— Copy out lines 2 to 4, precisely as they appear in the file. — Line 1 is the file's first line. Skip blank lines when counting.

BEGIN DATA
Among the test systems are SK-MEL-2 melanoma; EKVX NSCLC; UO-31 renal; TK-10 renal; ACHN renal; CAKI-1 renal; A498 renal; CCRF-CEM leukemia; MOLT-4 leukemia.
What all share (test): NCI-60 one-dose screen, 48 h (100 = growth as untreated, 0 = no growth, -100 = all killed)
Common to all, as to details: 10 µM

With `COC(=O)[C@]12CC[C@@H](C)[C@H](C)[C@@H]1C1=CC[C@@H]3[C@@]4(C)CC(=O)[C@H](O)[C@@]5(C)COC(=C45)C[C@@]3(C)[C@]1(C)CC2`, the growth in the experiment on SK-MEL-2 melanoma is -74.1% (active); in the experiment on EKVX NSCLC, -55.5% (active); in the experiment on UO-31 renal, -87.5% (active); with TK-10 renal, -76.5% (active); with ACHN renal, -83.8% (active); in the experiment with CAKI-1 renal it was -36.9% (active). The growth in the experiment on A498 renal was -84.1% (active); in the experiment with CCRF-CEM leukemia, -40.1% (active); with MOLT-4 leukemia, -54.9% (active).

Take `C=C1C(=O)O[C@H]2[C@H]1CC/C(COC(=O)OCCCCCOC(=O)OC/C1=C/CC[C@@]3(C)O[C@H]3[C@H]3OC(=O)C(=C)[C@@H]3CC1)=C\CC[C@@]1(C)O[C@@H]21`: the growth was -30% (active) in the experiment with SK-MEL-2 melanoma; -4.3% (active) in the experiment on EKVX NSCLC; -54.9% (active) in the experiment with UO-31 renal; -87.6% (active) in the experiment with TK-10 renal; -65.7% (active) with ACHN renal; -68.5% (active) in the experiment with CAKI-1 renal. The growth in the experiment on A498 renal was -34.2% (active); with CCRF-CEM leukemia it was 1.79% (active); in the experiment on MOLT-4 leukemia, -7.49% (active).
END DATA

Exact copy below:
What all share (test): NCI-60 one-dose screen, 48 h (100 = growth as untreated, 0 = no growth, -100 = all killed)
Common to all, as to details: 10 µM

With `COC(=O)[C@]12CC[C@@H](C)[C@H](C)[C@@H]1C1=CC[C@@H]3[C@@]4(C)CC(=O)[C@H](O)[C@@]5(C)COC(=C45)C[C@@]3(C)[C@]1(C)CC2`, the growth in the experiment on SK-MEL-2 melanoma is -74.1% (active); in the experiment on EKVX NSCLC, -55.5% (active); in the experiment on UO-31 renal, -87.5% (active); with TK-10 renal, -76.5% (active); with ACHN renal, -83.8% (active); in the experiment with CAKI-1 renal it was -36.9% (active). The growth in the experiment on A498 renal was -84.1% (active); in the experiment with CCRF-CEM leukemia, -40.1% (active); with MOLT-4 leukemia, -54.9% (active).